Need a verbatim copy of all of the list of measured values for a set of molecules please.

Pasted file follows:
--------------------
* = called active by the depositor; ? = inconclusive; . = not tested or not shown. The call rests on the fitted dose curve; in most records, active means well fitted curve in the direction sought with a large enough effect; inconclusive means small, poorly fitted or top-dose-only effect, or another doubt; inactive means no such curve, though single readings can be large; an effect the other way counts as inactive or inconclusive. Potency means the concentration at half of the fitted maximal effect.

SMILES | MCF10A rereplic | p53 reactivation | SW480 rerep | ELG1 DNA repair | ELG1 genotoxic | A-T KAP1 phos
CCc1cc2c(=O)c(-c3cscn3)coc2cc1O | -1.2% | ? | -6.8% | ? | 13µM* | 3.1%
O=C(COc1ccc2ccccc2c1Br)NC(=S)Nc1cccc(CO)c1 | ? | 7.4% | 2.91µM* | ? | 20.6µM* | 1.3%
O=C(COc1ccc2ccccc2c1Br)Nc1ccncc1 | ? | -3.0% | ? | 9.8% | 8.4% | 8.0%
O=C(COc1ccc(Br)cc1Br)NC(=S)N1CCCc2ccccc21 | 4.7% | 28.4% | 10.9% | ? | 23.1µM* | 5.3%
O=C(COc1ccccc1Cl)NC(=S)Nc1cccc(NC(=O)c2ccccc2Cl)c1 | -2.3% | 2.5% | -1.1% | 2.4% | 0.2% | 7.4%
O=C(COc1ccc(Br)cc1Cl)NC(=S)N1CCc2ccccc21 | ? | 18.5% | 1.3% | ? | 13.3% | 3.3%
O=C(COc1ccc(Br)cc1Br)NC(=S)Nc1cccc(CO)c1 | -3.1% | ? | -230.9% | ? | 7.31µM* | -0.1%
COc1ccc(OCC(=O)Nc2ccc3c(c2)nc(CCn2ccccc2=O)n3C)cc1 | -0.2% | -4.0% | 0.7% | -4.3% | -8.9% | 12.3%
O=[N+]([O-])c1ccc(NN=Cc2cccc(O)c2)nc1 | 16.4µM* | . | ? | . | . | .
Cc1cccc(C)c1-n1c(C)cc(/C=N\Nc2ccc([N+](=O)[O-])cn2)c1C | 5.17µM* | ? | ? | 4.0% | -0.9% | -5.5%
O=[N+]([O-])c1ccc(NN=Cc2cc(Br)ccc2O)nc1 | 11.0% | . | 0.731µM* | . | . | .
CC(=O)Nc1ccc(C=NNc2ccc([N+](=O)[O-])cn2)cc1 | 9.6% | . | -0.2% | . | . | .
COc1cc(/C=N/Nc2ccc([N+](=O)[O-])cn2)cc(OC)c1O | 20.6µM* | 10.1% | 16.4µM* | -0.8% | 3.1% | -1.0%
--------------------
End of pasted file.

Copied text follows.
* = called active by the depositor; ? = inconclusive; . = not tested or not shown. The call rests on the fitted dose curve; in most records, active means well fitted curve in the direction sought with a large enough effect; inconclusive means small, poorly fitted or top-dose-only effect, or another doubt; inactive means no such curve, though single readings can be large; an effect the other way counts as inactive or inconclusive. Potency means the concentration at half of the fitted maximal effect.

SMILES | MCF10A rereplic | p53 reactivation | SW480 rerep | ELG1 DNA repair | ELG1 genotoxic | A-T KAP1 phos
CCc1cc2c(=O)c(-c3cscn3)coc2cc1O | -1.2% | ? | -6.8% | ? | 13µM* | 3.1%
O=C(COc1ccc2ccccc2c1Br)NC(=S)Nc1cccc(CO)c1 | ? | 7.4% | 2.91µM* | ? | 20.6µM* | 1.3%
O=C(COc1ccc2ccccc2c1Br)Nc1ccncc1 | ? | -3.0% | ? | 9.8% | 8.4% | 8.0%
O=C(COc1ccc(Br)cc1Br)NC(=S)N1CCCc2ccccc21 | 4.7% | 28.4% | 10.9% | ? | 23.1µM* | 5.3%
O=C(COc1ccccc1Cl)NC(=S)Nc1cccc(NC(=O)c2ccccc2Cl)c1 | -2.3% | 2.5% | -1.1% | 2.4% | 0.2% | 7.4%
O=C(COc1ccc(Br)cc1Cl)NC(=S)N1CCc2ccccc21 | ? | 18.5% | 1.3% | ? | 13.3% | 3.3%
O=C(COc1ccc(Br)cc1Br)NC(=S)Nc1cccc(CO)c1 | -3.1% | ? | -230.9% | ? | 7.31µM* | -0.1%
COc1ccc(OCC(=O)Nc2ccc3c(c2)nc(CCn2ccccc2=O)n3C)cc1 | -0.2% | -4.0% | 0.7% | -4.3% | -8.9% | 12.3%
O=[N+]([O-])c1ccc(NN=Cc2cccc(O)c2)nc1 | 16.4µM* | . | ? | . | . | .
Cc1cccc(C)c1-n1c(C)cc(/C=N\Nc2ccc([N+](=O)[O-])cn2)c1C | 5.17µM* | ? | ? | 4.0% | -0.9% | -5.5%
O=[N+]([O-])c1ccc(NN=Cc2cc(Br)ccc2O)nc1 | 11.0% | . | 0.731µM* | . | . | .
CC(=O)Nc1ccc(C=NNc2ccc([N+](=O)[O-])cn2)cc1 | 9.6% | . | -0.2% | . | . | .
COc1cc(/C=N/Nc2ccc([N+](=O)[O-])cn2)cc(OC)c1O | 20.6µM* | 10.1% | 16.4µM* | -0.8% | 3.1% | -1.0%